A study out of Harvard and Purdue universities is starting to unravel the genetic mechanisms that allow some plants to duplicate their entire genomes and continue to reproduce. Most plants, including crops, at some point in history have duplicated their genomes, giving them two or more copies of each of the instructions to build the plant. These plants have few problems reproducing normally. When scientists manipulate individuals and induce duplicate genomes, however, it is difficult - sometimes impossible - for the organism to sexually reproduce. Being able to create polyploids, organisms with three or more genomes, such as the crops peanut, strawberry, banana, canola, cotton, wheat and others, may allow scientists to improve those crops more quickly through breeding and create new polyploidy crop species. Breeding programs that use new polyploids are cumbersome because many do not reproduce easily. Brian Dilkes, Horticulture and Landscape Architecture, is co-author of the findings published in the journal PLoS Genetics.
Full story: http://www.purdue.edu/newsroom/releases/2013/Q1/scientists-learning-how-multiple-genome-plants-reproduce.html
Updated Purdue Extension corn, soybean guide now available
A popular Purdue Extension pocket reference guide for corn and soybean producers has been updated and is now available. The 2013 Corn and Soybean Field Guide is an in-field reference to help farmers quickly identify and manage crop problems, such as weeds, diseases and insects. The 324-page guide has information useful from planting to harvest and features color photographs and reference tables to help farmers make fertilizer and pesticide application decisions. Other topics include crop development, nutrient deficiencies, planting decisions, soil fertility and herbicide injuries.
Full story: http://www.purdue.edu/newsroom/releases/2012/Q4/updated-purdue-extension-corn,-soybean-guide-now-available.html
New biochip technology uses tiny whirlpools to corral microbes
Joseph Irudayaraj, Agricultural and Biological Engineering, is part of a team of researchers who have demonstrated a new technology that combines a laser and electric fields to create tiny centrifuge-like whirlpools to separate particles and microbes by size, a potential lab-on-a-chip system for medicine and research. The theory behind the technology, called rapid electrokinetic patterning - or REP - has been described in technical papers published for some time. Now the researchers have used the method for the first time to collect microscopic bacteria and fungi. The technology could bring innovative sensors and analytical devices for lab-on-a-chip applications, or miniature instruments that perform measurements normally requiring large laboratory equipment. REP is a potential new tool for applications including medical diagnostics; testing food, water and contaminated soil; isolating DNA for gene sequencing; crime-scene forensics; and pharmaceutical manufacturing.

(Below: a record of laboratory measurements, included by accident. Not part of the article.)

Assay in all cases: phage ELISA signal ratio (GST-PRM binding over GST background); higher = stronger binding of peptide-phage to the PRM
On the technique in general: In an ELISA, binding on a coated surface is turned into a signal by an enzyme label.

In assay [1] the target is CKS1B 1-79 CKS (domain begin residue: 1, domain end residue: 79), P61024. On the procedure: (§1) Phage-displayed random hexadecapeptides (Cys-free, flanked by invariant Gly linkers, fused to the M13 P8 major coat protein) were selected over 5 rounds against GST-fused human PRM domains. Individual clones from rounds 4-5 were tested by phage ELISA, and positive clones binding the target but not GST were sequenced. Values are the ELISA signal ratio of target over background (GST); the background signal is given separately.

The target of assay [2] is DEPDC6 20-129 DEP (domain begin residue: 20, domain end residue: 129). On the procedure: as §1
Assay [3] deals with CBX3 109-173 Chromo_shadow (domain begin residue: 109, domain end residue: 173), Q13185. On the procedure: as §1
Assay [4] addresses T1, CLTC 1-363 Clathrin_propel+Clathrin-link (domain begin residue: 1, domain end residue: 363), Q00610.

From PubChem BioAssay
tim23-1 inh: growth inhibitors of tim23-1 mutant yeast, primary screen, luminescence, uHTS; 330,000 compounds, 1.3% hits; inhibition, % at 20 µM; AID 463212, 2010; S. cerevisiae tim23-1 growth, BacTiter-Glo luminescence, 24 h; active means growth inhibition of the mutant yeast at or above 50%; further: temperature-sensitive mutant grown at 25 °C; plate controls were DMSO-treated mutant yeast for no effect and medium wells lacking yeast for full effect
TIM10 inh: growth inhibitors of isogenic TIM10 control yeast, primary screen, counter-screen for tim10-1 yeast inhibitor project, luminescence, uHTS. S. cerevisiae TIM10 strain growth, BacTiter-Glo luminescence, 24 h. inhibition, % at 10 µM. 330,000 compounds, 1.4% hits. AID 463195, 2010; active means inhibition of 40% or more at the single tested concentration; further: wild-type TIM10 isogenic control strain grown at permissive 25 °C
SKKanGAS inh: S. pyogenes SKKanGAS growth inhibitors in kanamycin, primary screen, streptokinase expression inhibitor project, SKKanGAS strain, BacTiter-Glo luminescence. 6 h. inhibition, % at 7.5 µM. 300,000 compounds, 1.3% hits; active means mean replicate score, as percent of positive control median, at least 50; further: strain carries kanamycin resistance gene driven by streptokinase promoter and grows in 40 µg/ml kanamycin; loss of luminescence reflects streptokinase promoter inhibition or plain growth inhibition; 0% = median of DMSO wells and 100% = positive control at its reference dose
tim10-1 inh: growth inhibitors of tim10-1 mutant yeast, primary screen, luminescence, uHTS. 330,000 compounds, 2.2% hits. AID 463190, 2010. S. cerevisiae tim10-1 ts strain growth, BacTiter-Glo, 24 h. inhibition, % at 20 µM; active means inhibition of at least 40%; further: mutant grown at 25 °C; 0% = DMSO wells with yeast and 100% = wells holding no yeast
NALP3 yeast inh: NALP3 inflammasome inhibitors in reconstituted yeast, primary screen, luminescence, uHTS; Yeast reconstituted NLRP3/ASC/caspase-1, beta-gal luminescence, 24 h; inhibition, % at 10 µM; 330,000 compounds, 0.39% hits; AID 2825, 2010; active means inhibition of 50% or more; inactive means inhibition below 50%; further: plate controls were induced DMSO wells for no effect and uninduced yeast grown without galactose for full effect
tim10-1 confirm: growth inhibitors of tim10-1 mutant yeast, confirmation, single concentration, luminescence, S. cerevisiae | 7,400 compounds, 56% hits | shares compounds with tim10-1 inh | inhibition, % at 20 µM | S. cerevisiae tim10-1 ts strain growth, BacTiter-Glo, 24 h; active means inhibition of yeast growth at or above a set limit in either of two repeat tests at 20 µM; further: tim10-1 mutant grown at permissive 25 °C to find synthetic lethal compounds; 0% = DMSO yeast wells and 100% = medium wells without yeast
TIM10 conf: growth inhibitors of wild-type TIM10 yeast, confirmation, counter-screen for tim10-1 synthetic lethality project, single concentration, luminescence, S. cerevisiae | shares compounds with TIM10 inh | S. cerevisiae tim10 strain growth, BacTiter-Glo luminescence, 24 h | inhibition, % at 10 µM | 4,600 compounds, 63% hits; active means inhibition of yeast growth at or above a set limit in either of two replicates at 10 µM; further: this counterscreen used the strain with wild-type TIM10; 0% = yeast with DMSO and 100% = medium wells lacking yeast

Full story: http://www.purdue.edu/newsroom/releases/2013/Q1/new-biochip-technology-uses-tiny-whirlpools-to-corral-microbes.html
Fertilizer application rule protects farmers, water quality
A new set of fertilizer application regulations from the Office of the Indiana State Chemist helps ensure proper nutrient management and protects farmers and the environment, says Ron Lemenager, Purdue Extension beef specialist. The rule, which goes into effect Feb. 16, includes staging and application restrictions for both inorganic, or commercial, fertilizers and manure. It applies to anyone who uses fertilizer for the purpose of producing an agricultural crop, with the exception of those who apply less than 10 cubic yards in a year. While large permitted livestock operations that perform liquid nutrient applications already fall under the Indiana Department of Environmental Management's Confined Feeding Operation laws, the new Office of the Indiana State Chemist (OISC) rule extends to smaller producers who would mostly apply solid manure.